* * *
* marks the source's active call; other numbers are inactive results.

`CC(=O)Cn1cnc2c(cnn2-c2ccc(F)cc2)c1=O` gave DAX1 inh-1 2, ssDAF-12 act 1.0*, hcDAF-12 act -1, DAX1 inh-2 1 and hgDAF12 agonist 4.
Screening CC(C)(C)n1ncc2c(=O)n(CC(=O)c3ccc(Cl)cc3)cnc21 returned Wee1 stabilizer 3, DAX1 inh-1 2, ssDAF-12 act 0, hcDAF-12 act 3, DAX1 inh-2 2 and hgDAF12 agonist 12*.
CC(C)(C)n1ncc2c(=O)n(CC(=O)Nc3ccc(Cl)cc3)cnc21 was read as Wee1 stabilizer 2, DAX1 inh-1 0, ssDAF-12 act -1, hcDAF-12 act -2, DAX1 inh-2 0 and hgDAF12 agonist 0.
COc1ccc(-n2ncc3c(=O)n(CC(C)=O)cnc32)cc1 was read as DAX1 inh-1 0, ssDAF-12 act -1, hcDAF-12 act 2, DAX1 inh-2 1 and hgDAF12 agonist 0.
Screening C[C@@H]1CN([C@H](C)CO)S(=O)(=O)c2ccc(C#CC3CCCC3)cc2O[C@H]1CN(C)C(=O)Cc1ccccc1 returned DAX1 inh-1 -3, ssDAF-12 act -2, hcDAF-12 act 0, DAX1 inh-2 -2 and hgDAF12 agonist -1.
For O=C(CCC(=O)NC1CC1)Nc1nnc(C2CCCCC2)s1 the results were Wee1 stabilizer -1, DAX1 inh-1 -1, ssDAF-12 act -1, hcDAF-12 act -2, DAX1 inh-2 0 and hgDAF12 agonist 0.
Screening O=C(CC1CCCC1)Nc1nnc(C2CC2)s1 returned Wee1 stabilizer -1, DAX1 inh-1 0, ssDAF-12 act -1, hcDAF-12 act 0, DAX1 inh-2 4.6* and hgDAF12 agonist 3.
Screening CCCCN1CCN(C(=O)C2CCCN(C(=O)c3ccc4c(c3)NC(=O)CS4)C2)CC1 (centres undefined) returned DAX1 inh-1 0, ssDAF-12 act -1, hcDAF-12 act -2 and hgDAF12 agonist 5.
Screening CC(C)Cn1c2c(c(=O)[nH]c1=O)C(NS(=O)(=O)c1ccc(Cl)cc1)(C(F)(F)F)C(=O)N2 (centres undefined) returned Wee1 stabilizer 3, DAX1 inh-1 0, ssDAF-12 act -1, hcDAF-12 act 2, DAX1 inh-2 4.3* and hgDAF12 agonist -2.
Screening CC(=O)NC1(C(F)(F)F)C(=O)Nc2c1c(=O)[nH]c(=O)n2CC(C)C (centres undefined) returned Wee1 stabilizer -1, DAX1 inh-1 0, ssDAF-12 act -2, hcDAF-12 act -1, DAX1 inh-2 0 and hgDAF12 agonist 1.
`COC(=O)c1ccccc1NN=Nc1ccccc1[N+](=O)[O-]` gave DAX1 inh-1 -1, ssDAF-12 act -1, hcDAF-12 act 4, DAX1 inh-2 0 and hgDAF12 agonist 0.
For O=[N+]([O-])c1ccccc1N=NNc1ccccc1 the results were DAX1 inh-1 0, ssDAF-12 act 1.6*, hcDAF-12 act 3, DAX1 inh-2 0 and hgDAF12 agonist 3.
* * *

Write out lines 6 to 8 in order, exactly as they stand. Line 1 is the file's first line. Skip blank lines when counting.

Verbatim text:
Screening C[C@@H]1CN([C@H](C)CO)S(=O)(=O)c2ccc(C#CC3CCCC3)cc2O[C@H]1CN(C)C(=O)Cc1ccccc1 returned DAX1 inh-1 -3, ssDAF-12 act -2, hcDAF-12 act 0, DAX1 inh-2 -2 and hgDAF12 agonist -1.
For O=C(CCC(=O)NC1CC1)Nc1nnc(C2CCCCC2)s1 the results were Wee1 stabilizer -1, DAX1 inh-1 -1, ssDAF-12 act -1, hcDAF-12 act -2, DAX1 inh-2 0 and hgDAF12 agonist 0.
Screening O=C(CC1CCCC1)Nc1nnc(C2CC2)s1 returned Wee1 stabilizer -1, DAX1 inh-1 0, ssDAF-12 act -1, hcDAF-12 act 0, DAX1 inh-2 4.6* and hgDAF12 agonist 3.